Unelected, Unaccountable Governance

Last week, Pergelator opined:

I’ve been hearing about the clown show in Washington D. C. since forever and I’m thinking maybe we need a different arrangement. Instead of having Congress decide everything, maybe we should hire a manager to actually run the country, the way some city councils hire a manager to run their city. That way the clowns in Congress could concentrate on what’s important to them (which is performing on stage for the public) and the manager could worry about actually running the country. The important part is that Congress would no longer have the power to levy taxes, award contracts or borrow money.

The way the Federal government was supposed to work was that we had a manager type: The Executive, aka the President, who was nominally accountable to the people, executing laws passed by the legislative branch, the Congress. However, it has evolved so that unelected administrators in the Executive branch get to make regulations and enforce them–and they’re barely accountable to the people if the people don’t watch closely the announcements of proposed regulations and raise an outcry when some of the more expansive are introduced.

At the more local level, especially in smaller towns but also smaller cities, where the mayor is part time and the city/county legislatures more parter time, they introduced the City Managers, the chief unelected bureaucrat who ends up serving under various mayors and councils. Who become a power onto themselves, unfortunately.

Here in Missouri, several city managers have recently been ousted by elected officials:

On the flip side, we have a police force threatening resignation when an elected mayor planned to appoint a new police chief: Pierce City, Mo. could have a ‘mass exodus’ of police officers:

”He attempted to relieve the chief of his duties and appoint someone that was not only not qualified, but her moral compass is so messed up that it’s unreal,” Hutson said.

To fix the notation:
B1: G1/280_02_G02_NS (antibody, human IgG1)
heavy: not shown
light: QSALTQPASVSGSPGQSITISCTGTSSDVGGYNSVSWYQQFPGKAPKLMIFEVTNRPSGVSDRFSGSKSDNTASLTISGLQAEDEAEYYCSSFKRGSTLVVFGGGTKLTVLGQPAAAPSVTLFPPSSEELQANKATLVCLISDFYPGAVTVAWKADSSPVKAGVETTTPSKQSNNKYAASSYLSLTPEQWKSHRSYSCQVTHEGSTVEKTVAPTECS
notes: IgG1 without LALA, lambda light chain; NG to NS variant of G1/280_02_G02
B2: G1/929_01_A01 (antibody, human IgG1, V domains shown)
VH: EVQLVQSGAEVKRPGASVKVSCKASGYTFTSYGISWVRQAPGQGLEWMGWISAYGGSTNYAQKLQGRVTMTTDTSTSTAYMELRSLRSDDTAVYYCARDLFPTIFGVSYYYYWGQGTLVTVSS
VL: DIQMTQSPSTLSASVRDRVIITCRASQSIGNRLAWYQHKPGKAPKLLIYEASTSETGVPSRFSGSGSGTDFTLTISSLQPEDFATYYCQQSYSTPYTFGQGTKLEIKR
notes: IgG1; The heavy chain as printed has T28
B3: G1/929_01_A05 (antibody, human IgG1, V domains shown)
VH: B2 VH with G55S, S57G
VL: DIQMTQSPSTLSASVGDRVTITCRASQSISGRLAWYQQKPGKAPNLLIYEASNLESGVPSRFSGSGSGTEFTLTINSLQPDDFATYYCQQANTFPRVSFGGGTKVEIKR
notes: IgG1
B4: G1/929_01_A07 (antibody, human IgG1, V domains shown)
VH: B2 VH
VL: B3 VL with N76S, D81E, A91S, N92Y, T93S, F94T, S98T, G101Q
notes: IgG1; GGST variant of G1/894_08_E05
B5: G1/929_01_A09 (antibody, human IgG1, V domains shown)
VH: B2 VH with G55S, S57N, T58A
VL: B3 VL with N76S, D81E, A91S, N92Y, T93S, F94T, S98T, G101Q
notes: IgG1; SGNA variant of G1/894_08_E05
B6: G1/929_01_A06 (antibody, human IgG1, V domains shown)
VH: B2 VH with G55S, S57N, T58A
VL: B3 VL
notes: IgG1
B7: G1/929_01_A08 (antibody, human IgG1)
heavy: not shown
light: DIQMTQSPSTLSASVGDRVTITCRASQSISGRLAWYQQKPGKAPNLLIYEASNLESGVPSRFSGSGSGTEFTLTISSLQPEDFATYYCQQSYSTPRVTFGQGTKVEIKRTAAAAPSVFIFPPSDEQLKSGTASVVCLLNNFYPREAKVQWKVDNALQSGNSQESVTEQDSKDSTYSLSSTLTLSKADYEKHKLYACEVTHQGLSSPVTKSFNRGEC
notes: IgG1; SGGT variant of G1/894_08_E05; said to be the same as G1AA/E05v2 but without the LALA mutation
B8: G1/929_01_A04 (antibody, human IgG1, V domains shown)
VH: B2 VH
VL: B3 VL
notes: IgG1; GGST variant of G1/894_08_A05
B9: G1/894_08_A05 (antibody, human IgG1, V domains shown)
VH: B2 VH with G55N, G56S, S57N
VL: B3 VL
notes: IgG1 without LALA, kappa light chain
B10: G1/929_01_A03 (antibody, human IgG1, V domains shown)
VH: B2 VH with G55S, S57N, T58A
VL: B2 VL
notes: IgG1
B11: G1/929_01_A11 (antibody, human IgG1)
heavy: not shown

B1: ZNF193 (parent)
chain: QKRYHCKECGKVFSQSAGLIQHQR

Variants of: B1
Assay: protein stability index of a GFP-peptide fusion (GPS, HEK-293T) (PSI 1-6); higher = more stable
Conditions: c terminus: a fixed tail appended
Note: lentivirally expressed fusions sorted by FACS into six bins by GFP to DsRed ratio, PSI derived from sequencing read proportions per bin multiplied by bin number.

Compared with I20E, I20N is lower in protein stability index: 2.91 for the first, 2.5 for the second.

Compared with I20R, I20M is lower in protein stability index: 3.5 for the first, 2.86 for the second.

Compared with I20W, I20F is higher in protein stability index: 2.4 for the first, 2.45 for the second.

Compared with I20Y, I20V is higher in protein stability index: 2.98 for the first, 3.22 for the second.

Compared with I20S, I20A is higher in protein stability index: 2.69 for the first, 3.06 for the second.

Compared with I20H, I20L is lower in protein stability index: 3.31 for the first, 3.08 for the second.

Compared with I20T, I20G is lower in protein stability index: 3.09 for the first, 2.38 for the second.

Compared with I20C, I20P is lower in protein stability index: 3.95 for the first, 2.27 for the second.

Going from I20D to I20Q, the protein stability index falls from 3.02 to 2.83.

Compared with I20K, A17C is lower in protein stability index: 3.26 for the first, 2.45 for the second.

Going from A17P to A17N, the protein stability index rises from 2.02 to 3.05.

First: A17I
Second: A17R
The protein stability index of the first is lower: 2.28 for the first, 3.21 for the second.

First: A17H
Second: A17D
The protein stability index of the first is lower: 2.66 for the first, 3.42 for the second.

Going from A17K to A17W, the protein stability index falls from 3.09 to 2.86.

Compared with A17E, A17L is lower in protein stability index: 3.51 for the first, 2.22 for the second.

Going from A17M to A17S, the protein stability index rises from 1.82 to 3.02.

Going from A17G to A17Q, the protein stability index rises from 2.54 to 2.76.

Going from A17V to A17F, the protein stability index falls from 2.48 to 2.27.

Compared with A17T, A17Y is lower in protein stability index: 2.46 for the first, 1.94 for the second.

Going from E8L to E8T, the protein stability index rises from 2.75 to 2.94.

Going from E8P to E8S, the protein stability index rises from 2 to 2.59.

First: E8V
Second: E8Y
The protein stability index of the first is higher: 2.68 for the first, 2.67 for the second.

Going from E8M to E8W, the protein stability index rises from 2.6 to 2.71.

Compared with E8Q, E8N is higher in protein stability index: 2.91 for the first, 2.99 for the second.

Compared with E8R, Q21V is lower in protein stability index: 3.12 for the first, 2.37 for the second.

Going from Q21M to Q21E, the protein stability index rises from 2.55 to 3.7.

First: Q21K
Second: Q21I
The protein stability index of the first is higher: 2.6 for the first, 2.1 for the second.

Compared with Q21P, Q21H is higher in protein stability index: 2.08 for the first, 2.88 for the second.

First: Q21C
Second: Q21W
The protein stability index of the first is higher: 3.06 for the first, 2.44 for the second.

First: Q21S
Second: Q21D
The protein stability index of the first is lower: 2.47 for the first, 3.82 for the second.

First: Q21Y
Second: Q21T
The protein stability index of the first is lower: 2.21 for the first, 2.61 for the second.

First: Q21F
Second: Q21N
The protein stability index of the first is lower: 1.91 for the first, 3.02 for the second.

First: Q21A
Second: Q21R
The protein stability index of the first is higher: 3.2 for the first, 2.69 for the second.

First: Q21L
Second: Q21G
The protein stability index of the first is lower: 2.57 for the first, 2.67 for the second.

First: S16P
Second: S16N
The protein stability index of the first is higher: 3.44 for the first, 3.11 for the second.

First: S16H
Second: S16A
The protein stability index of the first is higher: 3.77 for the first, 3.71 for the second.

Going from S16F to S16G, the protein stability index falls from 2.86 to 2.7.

The news story gives no real context to it, and the Springfield media has not followed up to explain who the proposed chief was or what the actual positions this person holds are. This actually follows another local town whose police force resigned en masse last year: Kimberling City Police Department chief, all of his officers announce resignations.

There’s a lot of distrust at all levels of government these days, it seems. And adding unelected authorities to the mix is unlikely to improve trust between citizens and government or even between government entities themselves.

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On Taxi (2004)

Book coverThe trailer for this film appears before one of the movies I watch fairly frequently–perhaps The Man Who Knew Too Little on DVD, or perhaps Dodgeball. So I have seen the trailer enough so that when I found the video at the antique mall when I had a gift certificate to spend, I picked it up.

If you’re of a certain age and think Taxi, you hear Bob James’s “Angela” in your head.

But this is not that show.

This is a Queen Latifah movie with Jimmy Fallon in it judging by the titles; it also features a young Henry Simmons (Mac from Agents of SHIELD) as Queen Latifah’s boyfriend and an unrecognizeable Ann-Margret as Jimmy Fallon’s mother. In it, Fallon’s character, detective Washburn doesn’t drive a car well, and in the intro, his antics lead to destruction and a license suspension. When he hears of a bank robbery, he jumps into a cab driven by Belle Williams (Queen Latifah) and orders her to follow the robbers. It’s no ordinary cab–a former bicycle messenger, Williams has modified the car serving as her cab to be a racecar, and she’s a NASCAR hopeful. So they drive really fast on the trail of the bank robbers, who are apparently also models for some reason (well, they can’t all be surfers like in Point Break, I guess). Which means the leader of the band is Mrs. Tom Brady. I tried to lure my boys to watch the film, but that trivium was not enough.. And as they work together, they meet each other’s families and whatnot for some humorous set pieces.

So it has a bit of a bad reputation and rating, but it’s just a piece of early century popcorn action comedy. No worse than most, and honestly better than the Internet would have you believe.

So, about that band of bank robbers.

Continue reading “On Taxi (2004)”

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Misremembering Leads To Errant Music Purchase

In April, I bought a Pat Travers Band album:

Crash and Burn by the Pat Travers Band because someone, I think it was Jack Baruth, posted about him once upon a time recently, although a quick search of his blog does not come up with a post about the band.